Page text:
Children and families will be the focus of a multi-million dollar expansion of Huntsman Cancer Institute

By Glen Mills

Published 06/06 2014 05:45PM

Updated 06/06 2014 06:12PM

SALT LAKE CITY, (ABC 4 Utah) – A multi million dollar expansion with a focus on children and families is now officially underway at the Huntsman Cancer Institute.

This $105,000,000 expansion project will add another 220,000 square feet.

It’s latest contribution to Jon Huntsman Sr.’s vision to conquer cancer.

A disease that knows no boundaries, you could say we've all been impacted in some way.

Perhaps a loved one has battled the disease, a friend or even you?

That's the diagnosis John Maack received in 2012.

A rare form of Hodgkin’s lymphoma called mantle cell.

"You have to internalize it initially and then you have to decide how you're going to take it from there and you just make the best of it," said Maack.

He made the decision to fight and it paid off.

"I'm in remission and consider myself a survivor."

He says it wouldn't have been possible with out the encouragement and resources of the Huntsman Cancer Institute.

That's why he was on hand for the latest groundbreaking ceremony.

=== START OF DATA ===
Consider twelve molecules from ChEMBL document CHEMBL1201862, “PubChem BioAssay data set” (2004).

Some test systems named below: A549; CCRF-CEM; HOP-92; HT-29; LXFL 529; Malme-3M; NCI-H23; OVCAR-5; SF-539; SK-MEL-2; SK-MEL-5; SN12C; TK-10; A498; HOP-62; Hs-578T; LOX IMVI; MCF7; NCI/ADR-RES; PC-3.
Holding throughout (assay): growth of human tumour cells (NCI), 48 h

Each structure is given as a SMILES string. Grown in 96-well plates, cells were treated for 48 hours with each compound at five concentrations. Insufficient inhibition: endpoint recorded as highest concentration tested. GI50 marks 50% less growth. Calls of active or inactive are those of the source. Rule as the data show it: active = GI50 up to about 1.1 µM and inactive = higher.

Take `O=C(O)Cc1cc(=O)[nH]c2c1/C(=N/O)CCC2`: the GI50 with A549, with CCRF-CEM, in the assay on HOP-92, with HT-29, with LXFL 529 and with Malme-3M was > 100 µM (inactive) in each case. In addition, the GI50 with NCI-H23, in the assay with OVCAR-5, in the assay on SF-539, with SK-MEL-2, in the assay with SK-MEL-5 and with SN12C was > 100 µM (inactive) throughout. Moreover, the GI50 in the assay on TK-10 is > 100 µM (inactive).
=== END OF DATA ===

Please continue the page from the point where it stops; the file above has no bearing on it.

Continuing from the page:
Phase 4 will be known as The Primary Children's & Families' Cancer Research Center.

When complete it will increase the institute to 893,000 square feet.

Twenty years ago the dream was just becoming a reality.

"We've been very fortunate and when we think we've given it all away some of our other businesses seem to be escalating and we're able to keep the train rolling," said Founder, Jon Huntsman Sr.

Rolling to the tune of billions, Forbes estimates Huntsman has accumulated 1.4 billion dollars in charitable giving.

"They developed a unique philosophy that I wish was followed by more people and that is, what we make we are going to leave behind," said former Utah Governor, Jon Huntsman Jr.

Construction on phase 4 hasn't even started, but Huntsman is so dedicated to finding a cure to cancer he's already thinking of phase 5 and beyond.

"I feel quite comfortable that 50 years from now this entire mountainside will be the medical complex, the largest cancer complex and to the south we will continue to add more research," said Huntsman Sr.

Huntsman is motivated by those who have lost the battle, like his mother and father and the multitudes who beat it and are still here to say thanks.

"This place is an inspiration. I felt at home the minute I came through the doors and every time I come back," said Maack.
This newest phase is expected to open in 2016.
Major donors include the Huntsman family, the Huntsman Cancer Foundation, the Church of Jesus Christ of Latter-day Saints, Intermountain Healthcare and the state of Utah.

Coincidentally, Huntsman reported the common stock for the cancer institute hit an all time high Friday.

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